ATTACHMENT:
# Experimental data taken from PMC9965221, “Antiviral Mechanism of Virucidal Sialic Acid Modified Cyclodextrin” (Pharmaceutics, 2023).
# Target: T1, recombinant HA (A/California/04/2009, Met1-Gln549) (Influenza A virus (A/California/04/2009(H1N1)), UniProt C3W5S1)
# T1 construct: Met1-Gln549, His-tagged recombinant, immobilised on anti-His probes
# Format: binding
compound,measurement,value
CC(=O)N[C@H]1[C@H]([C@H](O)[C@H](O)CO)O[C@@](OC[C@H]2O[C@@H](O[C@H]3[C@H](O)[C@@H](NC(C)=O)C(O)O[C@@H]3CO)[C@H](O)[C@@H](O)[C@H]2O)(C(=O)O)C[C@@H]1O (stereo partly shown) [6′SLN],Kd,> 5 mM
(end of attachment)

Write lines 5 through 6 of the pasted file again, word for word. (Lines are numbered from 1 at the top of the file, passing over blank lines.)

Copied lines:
compound,measurement,value
CC(=O)N[C@H]1[C@H]([C@H](O)[C@H](O)CO)O[C@@](OC[C@H]2O[C@@H](O[C@H]3[C@H](O)[C@@H](NC(C)=O)C(O)O[C@@H]3CO)[C@H](O)[C@@H](O)[C@H]2O)(C(=O)O)C[C@@H]1O (stereo partly shown) [6′SLN],Kd,> 5 mM